Foreign language education and the study-abroad experience satisfy the cultural context requirements of the University Studies Program. The curriculum leads to the Bachelor of Science in Computer Science degree.

Program Objectives

The following are the measurable objectives for graduated computer science students (Standard I-1):

  • OB1: Have successfully applied the fundamentals of computer science to solve software-oriented computing problems.
  • OB2: Have effectively communicated within and outside the discipline and work effectively with others.
  • OB3: Have extended their knowledge by independent learning and continuing education.
  • OB4: Appreciate the role of computer science in the societal context and appreciate the importance of ethics in the practice of the profession.

Program Learning Outcomes

The program of study in Computer Science enables students to achieve, by the time of graduation:

  • (a) An ability to apply knowledge of computing and mathematics appropriate to the discipline;
  • (b) An ability to analyze a problem, and identify and define the computing requirements appropriate to its solution;
  • (c) An ability to design, implement and evaluate a computer-based system, process, component, or program to meet desired needs;
  • (d) An ability to function effectively on teams to accomplish a common goal;
  • (e) An understanding of professional, ethical, legal, security, and social issues and responsibilities;
  • (f) An ability to communicate effectively with a range of audiences;
  • (g) An ability to analyze the local and global impact of computing on individuals, organizations and society;
  • (h) Recognition of the need for, and an ability to engage in, continuing professional development;
  • (i) An ability to use current techniques, skills, and tools necessary for computing practices.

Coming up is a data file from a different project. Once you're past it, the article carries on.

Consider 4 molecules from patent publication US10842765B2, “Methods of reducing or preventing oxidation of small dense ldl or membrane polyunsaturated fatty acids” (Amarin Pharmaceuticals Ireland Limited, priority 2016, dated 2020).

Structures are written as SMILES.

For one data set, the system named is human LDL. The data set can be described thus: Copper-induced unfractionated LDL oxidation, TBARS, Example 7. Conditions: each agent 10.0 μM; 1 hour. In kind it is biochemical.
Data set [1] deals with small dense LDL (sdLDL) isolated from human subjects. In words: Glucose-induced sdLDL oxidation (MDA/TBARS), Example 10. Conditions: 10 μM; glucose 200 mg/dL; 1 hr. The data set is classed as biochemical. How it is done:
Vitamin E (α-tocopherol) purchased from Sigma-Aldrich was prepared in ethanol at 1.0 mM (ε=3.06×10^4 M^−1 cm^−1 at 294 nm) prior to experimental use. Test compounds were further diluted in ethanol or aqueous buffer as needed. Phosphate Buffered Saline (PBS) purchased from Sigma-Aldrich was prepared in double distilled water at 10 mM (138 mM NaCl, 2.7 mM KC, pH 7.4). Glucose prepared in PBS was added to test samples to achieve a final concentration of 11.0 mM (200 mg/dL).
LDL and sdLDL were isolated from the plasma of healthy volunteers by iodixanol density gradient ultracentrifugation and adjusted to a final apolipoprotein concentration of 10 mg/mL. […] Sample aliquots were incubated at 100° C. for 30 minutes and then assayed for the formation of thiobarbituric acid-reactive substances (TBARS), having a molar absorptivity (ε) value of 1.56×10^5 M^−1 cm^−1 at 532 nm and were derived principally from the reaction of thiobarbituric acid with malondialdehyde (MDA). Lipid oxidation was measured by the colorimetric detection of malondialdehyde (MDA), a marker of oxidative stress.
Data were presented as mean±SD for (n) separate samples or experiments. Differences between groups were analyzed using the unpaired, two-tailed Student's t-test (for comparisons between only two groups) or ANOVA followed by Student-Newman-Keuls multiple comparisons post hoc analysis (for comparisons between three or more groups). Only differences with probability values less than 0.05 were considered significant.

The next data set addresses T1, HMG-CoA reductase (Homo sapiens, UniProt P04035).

• (j) An ability to apply mathematical foundations, algorithmic principles, and computer science theory in the modeling and design of computer-based systems in a way that demonstrates comprehension of the tradeoffs involved in design choices;
  • (k) An ability to apply design and development principles in the construction of software systems of varying complexity.

Computer Science Undergraduate Major

The computer science requirements are subject to minor program changes. The published curricula are general guides. Students should consult the department Web pages (www.cs.uwyo.edu) for current information.

Students must complete ENGL 1010, 4010; COSC 1010, 1030, 2030, 2150, 2300, 3011, 3015, 3020, 3050, 4950, 4955, theory course: 4100 or 4200, operating systems course: 4740, programming language course: 4780 or 4785, system course: 4820 or 4760; and 12 semester hours of COSC courses at the 3000+ level that are not fulfilling another requirement. Three hours can be from the Computer Engineering [CPEN] electives.

The science requirement consists first of two tightly related lab sciences chosen from the following pairs: PHYS 1210 and 1220, or 1310 and 1320, or LIFE 1010 and 2022 or 2023, or CHEM 1020 and 1030 or CHEM 1050 and CHEM 1060; two additional courses from among ASTR 2310, EE 2390, and any four-credit lab science, for the science major, which meets the USP S, SB, SP, or SE requirement excluding LIFE 1002 and CHEM 1000.

The mathematics requirement is MATH 2200, 2205, Stat Course: STAT 4220 or MATH/STAT 4255 or MATH/STAT 4265, and six semester hours selected from among MATH 2210, or higher numbered courses, COSC 4340 or STAT 3000- or 4000-level courses, except for MATH 2350, 2355, 4000 and variable-credit courses.

The foreign language requirement is two semesters of a single foreign language (or one semester at the 2nd or 3rd-semester level), or satisfactory score on one of the following; Departmental Examination, College Level Examination Program, Advanced Placement Examination. Refer to the languages department sections in this bulletin for detailed information.

In addition to the required courses listed above, students must choose courses that complete satisfaction of the following University Studies Program requirements: Writing 1 (WA), Writing 2 (WB), Writing 3 (WC), three cultural context courses (CH, CS, CA), oral communications (O), U.S. and Wyoming Constitutions requirement (V), Global Awareness (G), Information Literacy (L), U.S. Diversity (D), Intellectual Community (I) and Physical Activity (P).

Additional requirements: 6 upper-division hours in non COSC courses (UDNC). All COSC, MATH, and STAT courses must have a grade of C or better. The student's program must fulfill the university requirement of 48 semester credit hours in upper division (junior/senior or graduate-level) courses.